Getting Kids Out Into Nature

North Cascades National Park – National Park Week 2016

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Looking west from Diablo lookout

 

North Cascades National Park is one of my favorite places to explore. Rugged mountains, jade-green water, few roads, autumn colors – all these things and more draw visitors to the park. North Cascades is smaller than Mt. Rainier or Olympic NP, and gets far fewer visitors. It’s still possible to find solitude in the North Cascades.

Families will find there is lots to do in the North Cascades. There are still some corners of the park I haven’t visited, so I’ll have to just tell you about the places we are familiar with. One of the busiest areas is around Newhalem. Two campgrounds are along the river: Goodell Creek and Newhalem. We’ve stayed at the larger Newhalem Campground, which has decent privacy, flush toilets and running water, and a nice interpretive center. We’ve enjoyed the ranger programs that we’ve been able to attend. There are many trails around the Newhalem area, including the Rock Shelter Trail and Trail of the Cedars Nature Walk. Across the river in the small town of Newhalem is Ladder Creek Falls, which can be viewed from a short trail behind the Gorge Powerhouse.

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Hiking the Rock Shelter Trail
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Big Trees Dwarf Children

 

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Ladder Creek Falls

Driving farther east from Newhalem, you’ll come to the Gorge Overlook. There is a waterfall tucked off to the north, which you can see from the bridge over the chasm. There is also a short, paved trail that heads out to a viewpoint where you can see a bit of the dam below.

Past Diablo is the North Cascades Environmental Learning Center. I’ve taken a class there, and would love to take more from them. They have various offerings for families as well, including Base Camp (where you can stay on the campus and explore on your own during the day) and Family Getaway Weekends, full of adventures for all ages.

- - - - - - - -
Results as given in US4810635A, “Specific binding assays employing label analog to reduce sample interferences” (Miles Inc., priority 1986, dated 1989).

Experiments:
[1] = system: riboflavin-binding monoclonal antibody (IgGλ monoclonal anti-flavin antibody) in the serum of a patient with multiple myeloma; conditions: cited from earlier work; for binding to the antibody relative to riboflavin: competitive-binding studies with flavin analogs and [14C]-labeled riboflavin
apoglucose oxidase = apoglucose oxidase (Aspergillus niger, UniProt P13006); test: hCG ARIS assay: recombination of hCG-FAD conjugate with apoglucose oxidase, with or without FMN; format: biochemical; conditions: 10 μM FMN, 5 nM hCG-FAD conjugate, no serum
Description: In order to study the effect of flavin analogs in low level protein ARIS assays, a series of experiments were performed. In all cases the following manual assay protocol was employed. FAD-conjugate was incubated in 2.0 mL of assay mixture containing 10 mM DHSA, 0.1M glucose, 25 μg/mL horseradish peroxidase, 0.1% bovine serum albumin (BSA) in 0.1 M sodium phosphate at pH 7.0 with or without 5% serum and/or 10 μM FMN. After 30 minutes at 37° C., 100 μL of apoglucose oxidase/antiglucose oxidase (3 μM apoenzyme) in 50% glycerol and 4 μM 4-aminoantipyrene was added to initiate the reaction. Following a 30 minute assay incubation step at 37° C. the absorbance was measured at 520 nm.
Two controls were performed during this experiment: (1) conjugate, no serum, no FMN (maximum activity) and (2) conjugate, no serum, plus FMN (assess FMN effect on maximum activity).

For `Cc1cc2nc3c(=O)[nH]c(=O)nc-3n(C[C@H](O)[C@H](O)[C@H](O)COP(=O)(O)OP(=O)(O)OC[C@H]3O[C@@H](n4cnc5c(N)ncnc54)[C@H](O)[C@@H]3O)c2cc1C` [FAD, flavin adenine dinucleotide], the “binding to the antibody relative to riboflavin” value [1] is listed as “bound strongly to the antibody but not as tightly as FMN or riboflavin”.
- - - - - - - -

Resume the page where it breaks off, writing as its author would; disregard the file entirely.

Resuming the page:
Just a little farther up the road is Colonial Creek Campground. This large camping area is on Thunder Arm, and has several shady spots on the water. You can access two trails from here, the Thunder Knob trail and the Thunder Creek trail. Just around the corner is the Diablo Lookout, which is always worth a stop to view Diablo Lake and the surrounding mountains.

 

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Resting at the Pond

 

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Gabe whittling

Further east, the highway starts to climb. You’ll find access to Ross Lake (we haven’t explored around there yet) and many other hiking trails. Children will enjoy stretching their legs on the Happy Creek Nature Walk, a short shady loop along a rushing creek.

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Happy Creek Nature Trail

I will mention that if you continue on up the highway, you’ll leave the park and be back onto Forest Service land. There are some amazing hikes around the Rainy Pass area, including Rainy Lake, Lake Ann, and Heather and Maple Pass.

Autumn Meets Winter
Autumn Meets Winter
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Glowing Larches and Huckleberries

Blue Lake is close-by, too, and Cutthroat Lake is yet farther along, past the Early Winters Spires. These make spectacular destinations during the fall larch season.

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Cutthroat Lake

Another access to the North Cascades is through Cascade Pass road – I have yet to go into this area, but I look forward to exploring it.

You can also access North Cascades NP through Stehekin. This is a bit more of a commitment, as you have to ride the Lady of the Lake up to the very northern end or Lake Chelan. You can visit the Golden West Visitor Center, and camp or hike west from there. It’s probably been 15 or 16 years since I’ve been there, so I think it’s time to go back!

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